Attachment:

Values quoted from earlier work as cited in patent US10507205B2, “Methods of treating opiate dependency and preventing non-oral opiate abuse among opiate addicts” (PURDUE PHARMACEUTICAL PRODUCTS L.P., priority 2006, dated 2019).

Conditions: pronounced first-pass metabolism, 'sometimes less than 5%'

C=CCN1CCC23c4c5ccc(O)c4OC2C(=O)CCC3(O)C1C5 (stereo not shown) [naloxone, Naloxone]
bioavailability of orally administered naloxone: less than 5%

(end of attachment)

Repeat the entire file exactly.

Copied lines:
Values quoted from earlier work as cited in patent US10507205B2, “Methods of treating opiate dependency and preventing non-oral opiate abuse among opiate addicts” (PURDUE PHARMACEUTICAL PRODUCTS L.P., priority 2006, dated 2019).

Conditions: pronounced first-pass metabolism, 'sometimes less than 5%'

C=CCN1CCC23c4c5ccc(O)c4OC2C(=O)CCC3(O)C1C5 (stereo not shown) [naloxone, Naloxone]
bioavailability of orally administered naloxone: less than 5%